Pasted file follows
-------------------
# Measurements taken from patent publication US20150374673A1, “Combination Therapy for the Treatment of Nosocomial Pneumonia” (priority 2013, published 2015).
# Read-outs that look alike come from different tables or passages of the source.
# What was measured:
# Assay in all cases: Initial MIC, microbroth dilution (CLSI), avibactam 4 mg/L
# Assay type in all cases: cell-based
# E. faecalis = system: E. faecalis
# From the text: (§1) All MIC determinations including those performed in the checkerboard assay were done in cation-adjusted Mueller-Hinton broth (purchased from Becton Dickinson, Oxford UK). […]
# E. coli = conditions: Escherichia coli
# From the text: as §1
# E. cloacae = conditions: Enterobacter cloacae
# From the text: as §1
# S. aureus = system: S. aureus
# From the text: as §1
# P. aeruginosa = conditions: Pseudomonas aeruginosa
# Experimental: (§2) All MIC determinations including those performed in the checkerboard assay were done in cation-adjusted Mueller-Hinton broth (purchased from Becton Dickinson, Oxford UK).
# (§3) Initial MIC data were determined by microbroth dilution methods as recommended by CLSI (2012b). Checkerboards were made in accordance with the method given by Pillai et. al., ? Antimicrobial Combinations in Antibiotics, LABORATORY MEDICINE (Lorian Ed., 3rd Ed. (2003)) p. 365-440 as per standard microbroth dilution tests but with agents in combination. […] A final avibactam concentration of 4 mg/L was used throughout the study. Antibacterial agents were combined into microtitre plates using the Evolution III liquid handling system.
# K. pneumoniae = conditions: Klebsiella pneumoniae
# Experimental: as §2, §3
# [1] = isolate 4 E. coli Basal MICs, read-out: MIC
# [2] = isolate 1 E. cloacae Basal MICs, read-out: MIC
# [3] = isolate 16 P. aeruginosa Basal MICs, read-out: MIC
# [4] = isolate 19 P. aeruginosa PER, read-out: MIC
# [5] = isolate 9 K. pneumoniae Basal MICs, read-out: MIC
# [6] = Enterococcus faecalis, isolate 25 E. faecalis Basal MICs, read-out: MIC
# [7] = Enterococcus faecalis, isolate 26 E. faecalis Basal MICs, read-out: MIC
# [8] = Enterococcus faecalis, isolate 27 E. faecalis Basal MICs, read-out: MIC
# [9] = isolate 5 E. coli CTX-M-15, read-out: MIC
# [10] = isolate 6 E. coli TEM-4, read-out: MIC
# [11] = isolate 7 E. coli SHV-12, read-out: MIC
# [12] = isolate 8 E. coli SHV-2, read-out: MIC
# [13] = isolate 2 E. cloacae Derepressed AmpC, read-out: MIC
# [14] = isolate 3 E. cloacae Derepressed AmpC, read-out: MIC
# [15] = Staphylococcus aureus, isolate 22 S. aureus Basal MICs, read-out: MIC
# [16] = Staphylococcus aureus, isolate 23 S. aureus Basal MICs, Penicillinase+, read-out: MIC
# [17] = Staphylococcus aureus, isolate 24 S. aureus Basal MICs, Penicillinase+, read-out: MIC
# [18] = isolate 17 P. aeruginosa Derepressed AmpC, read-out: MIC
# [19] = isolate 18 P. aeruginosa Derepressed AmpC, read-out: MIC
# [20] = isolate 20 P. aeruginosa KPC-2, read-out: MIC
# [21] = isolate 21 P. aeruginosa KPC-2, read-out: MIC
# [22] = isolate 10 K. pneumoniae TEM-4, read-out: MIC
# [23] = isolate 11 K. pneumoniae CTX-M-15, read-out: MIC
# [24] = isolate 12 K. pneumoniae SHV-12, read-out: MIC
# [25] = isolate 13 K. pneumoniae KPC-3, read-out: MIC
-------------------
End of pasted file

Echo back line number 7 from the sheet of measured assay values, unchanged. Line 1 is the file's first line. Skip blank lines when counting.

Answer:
# From the text: (§1) All MIC determinations including those performed in the checkerboard assay were done in cation-adjusted Mueller-Hinton broth (purchased from Becton Dickinson, Oxford UK). […]